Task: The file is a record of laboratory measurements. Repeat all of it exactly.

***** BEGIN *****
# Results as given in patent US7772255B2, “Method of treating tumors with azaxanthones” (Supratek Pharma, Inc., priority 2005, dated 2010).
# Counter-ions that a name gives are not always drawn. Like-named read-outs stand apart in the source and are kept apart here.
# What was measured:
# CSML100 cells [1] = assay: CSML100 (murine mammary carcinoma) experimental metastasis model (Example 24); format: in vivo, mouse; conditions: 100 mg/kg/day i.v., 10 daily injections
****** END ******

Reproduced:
# Results as given in patent US7772255B2, “Method of treating tumors with azaxanthones” (Supratek Pharma, Inc., priority 2005, dated 2010).
# Counter-ions that a name gives are not always drawn. Like-named read-outs stand apart in the source and are kept apart here.
# What was measured:
# CSML100 cells [1] = assay: CSML100 (murine mammary carcinoma) experimental metastasis model (Example 24); format: in vivo, mouse; conditions: 100 mg/kg/day i.v., 10 daily injections